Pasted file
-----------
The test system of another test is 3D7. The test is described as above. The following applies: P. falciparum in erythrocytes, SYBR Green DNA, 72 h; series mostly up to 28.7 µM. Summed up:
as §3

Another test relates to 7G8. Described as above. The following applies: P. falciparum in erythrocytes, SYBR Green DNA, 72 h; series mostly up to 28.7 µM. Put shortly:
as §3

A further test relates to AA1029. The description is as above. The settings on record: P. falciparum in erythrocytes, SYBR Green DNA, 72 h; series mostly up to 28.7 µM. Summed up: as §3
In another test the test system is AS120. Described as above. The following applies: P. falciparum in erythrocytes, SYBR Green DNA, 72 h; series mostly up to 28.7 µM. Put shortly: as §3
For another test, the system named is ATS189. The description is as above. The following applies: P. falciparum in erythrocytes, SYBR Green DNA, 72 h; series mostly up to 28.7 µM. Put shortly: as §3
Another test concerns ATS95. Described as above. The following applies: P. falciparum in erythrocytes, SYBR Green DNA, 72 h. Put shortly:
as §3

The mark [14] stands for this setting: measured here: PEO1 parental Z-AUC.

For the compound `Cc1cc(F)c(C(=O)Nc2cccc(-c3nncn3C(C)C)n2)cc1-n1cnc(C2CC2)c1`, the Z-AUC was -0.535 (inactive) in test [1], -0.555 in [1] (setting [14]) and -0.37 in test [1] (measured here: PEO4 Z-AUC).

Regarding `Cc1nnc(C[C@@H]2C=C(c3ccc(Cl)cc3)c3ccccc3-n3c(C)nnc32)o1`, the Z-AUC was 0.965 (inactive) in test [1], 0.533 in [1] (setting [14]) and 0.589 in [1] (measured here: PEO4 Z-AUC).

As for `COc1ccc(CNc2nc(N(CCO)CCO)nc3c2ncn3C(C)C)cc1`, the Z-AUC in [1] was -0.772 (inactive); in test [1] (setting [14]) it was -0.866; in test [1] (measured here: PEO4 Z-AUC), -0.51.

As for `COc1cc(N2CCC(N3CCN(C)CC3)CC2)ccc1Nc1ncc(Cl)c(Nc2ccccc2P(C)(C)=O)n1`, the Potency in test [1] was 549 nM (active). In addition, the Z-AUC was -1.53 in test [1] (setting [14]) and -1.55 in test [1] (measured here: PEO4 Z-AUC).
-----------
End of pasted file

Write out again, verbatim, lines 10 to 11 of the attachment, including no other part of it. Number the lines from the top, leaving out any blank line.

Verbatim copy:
The mark [14] stands for this setting: measured here: PEO1 parental Z-AUC.

For the compound `Cc1cc(F)c(C(=O)Nc2cccc(-c3nncn3C(C)C)n2)cc1-n1cnc(C2CC2)c1`, the Z-AUC was -0.535 (inactive) in test [1], -0.555 in [1] (setting [14]) and -0.37 in test [1] (measured here: PEO4 Z-AUC).